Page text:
I’ve written several times about the Kuwait Airlines case, which over time has sprouted several cases. In the US case, the airline, citing Kuwaiti law (which forbids it to do business with Israelis), refused to carry an Israeli passenger from New York to London. The dispute was crystallized as an administrative dispute—the Department of Transportation determined that application of the Kuwaiti law to a passenger seeking to fly from New York to London was illegal under US law. Rather than complying with the law, the airline dropped its New York/London route altogether. It sought review of the administrative decision in the DC Circuit, but the petition was made moot by the decision to drop the service. I don’t know whether the aggrieved Israeli passenger brought a civil lawsuit in the United States, and if so, what’s its status.
Later I noted a German decision that came out the other way. That case had some distinguishing features: the German law forbade discrimination on racial, ethnic, or religious grounds but not on grounds of nationality or citizenship (not too persuasive), and, more persuasively to my eyes, the journey involved a layover in Kuwait. If the passenger would not be allowed to travel to Kuwait under Kuwaiti law, then I think the law should not require the airline to sell the passenger a ticket for such a journey. (I am not clear on whether Kuwait requires a passport or visa for transiting passengers).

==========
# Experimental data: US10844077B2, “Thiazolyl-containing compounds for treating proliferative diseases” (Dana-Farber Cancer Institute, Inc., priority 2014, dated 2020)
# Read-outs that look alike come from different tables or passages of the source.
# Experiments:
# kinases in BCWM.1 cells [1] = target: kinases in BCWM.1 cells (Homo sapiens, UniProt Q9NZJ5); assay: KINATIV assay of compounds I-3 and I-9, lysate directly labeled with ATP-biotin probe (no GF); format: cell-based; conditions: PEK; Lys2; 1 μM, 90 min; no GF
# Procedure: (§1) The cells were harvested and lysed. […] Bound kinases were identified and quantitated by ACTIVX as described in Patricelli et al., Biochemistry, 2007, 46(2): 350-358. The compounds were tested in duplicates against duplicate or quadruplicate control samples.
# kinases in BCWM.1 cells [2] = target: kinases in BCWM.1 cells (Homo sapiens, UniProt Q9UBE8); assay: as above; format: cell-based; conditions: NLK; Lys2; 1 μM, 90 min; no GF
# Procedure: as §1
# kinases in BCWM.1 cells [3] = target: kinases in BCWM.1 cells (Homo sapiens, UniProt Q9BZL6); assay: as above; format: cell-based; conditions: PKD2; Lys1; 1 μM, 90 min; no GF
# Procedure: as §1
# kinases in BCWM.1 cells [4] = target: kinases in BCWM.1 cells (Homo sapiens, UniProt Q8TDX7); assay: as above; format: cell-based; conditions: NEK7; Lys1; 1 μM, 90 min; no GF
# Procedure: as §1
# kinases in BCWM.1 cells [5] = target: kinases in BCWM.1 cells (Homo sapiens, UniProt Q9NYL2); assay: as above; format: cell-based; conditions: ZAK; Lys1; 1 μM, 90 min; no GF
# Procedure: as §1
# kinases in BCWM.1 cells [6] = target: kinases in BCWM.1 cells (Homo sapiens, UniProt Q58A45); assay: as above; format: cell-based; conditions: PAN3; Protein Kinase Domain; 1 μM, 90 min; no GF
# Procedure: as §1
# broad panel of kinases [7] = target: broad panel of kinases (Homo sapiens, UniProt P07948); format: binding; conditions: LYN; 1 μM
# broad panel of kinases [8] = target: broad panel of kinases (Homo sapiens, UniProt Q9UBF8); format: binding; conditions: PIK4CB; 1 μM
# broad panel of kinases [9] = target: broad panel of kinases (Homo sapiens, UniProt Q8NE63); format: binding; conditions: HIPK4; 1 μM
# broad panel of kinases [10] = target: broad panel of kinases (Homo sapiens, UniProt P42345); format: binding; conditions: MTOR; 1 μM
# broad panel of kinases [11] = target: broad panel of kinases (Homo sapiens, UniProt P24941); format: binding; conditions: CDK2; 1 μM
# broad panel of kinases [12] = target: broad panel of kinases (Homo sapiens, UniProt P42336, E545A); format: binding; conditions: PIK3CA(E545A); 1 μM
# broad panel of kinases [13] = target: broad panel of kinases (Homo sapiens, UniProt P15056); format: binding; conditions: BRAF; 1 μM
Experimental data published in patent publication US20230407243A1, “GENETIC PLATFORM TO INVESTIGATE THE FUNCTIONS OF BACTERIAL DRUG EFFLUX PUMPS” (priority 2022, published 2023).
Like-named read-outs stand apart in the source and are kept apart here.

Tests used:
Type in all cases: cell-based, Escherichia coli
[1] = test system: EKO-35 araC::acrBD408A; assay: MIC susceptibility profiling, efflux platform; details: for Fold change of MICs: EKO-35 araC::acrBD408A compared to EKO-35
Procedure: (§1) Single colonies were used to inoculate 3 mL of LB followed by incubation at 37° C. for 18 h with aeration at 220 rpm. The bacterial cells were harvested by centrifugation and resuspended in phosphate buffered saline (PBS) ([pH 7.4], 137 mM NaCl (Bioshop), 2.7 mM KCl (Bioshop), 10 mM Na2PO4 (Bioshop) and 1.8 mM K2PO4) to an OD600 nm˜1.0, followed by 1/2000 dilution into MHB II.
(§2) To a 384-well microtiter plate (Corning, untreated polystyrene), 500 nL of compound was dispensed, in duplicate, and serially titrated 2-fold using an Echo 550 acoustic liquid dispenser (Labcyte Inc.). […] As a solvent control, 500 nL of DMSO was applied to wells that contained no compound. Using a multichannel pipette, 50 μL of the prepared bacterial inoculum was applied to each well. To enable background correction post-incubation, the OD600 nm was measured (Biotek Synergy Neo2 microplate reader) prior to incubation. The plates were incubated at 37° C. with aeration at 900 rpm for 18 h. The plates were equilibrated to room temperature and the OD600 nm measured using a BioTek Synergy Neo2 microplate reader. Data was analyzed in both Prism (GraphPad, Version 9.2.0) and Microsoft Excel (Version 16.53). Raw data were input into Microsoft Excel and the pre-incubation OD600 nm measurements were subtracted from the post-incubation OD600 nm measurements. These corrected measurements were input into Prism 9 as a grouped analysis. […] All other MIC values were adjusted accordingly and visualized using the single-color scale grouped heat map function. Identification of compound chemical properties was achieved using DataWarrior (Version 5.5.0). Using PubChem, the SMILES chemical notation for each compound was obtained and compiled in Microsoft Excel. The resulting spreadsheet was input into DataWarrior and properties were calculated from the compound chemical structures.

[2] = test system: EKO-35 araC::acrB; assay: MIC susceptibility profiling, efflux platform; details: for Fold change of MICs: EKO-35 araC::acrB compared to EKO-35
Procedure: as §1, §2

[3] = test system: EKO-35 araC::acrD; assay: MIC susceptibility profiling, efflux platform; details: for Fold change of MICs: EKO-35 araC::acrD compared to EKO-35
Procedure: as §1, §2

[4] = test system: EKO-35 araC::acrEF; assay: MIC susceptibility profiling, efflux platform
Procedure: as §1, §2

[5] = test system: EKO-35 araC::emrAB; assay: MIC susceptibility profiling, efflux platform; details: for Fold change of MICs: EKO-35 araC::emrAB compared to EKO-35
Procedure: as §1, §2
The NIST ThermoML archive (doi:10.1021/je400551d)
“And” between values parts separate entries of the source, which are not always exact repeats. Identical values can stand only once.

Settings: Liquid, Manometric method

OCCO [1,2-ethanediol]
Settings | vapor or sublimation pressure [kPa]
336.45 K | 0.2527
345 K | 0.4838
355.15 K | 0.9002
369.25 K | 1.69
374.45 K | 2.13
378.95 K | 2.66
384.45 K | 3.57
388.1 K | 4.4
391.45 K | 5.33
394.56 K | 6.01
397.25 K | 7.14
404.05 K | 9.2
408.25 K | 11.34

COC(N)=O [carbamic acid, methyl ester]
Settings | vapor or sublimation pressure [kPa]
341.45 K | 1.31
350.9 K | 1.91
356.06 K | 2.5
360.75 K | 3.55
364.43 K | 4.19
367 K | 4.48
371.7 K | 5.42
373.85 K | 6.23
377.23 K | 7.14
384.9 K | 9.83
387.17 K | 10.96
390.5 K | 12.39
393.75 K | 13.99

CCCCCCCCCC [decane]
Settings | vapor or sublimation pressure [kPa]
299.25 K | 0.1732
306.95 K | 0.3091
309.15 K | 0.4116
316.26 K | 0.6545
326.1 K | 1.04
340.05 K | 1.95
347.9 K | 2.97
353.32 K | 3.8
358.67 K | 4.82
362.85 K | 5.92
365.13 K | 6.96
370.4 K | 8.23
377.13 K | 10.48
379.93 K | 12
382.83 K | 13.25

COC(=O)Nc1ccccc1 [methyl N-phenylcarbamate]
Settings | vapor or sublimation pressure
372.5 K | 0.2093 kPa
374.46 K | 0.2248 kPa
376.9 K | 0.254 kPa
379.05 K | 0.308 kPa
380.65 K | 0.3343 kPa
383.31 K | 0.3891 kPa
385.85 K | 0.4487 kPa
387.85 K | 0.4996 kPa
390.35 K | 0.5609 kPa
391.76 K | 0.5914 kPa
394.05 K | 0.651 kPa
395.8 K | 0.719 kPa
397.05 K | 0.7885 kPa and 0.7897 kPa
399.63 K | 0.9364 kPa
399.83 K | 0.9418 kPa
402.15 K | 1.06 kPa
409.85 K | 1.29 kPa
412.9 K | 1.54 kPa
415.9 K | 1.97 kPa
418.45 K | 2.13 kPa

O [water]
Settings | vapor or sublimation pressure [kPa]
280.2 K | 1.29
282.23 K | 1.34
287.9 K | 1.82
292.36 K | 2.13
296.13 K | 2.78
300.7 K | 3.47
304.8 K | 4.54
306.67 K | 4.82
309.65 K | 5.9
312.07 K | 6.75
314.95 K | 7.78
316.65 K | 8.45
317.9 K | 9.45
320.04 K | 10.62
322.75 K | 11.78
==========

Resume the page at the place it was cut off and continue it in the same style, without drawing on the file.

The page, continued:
The Times of Israel now reports that the airline has settled a similar claim arising out of its refusal to sell a ticket to an Israeli passenger who wanted to fly from London to Bangkok by compensating the passenger, though without admitting liability. Unlike the US claim, this claim was brought by the passenger herself in the form of a private lawsuit. In a sense, of course, this is a good thing, since no one should be denied carriage on account of nationality. On the other hand, if (as I suspect) the route involved transit through Kuwait, it’s difficult to see why the airline was willing to settle the case, since it won’t be able to sell a ticket on this route to the next Israeli passenger who asks. The best solution is for Kuwait to repeal its law, but barring that, will the airline cancel routes from the UK that require a stopover in Kuwait?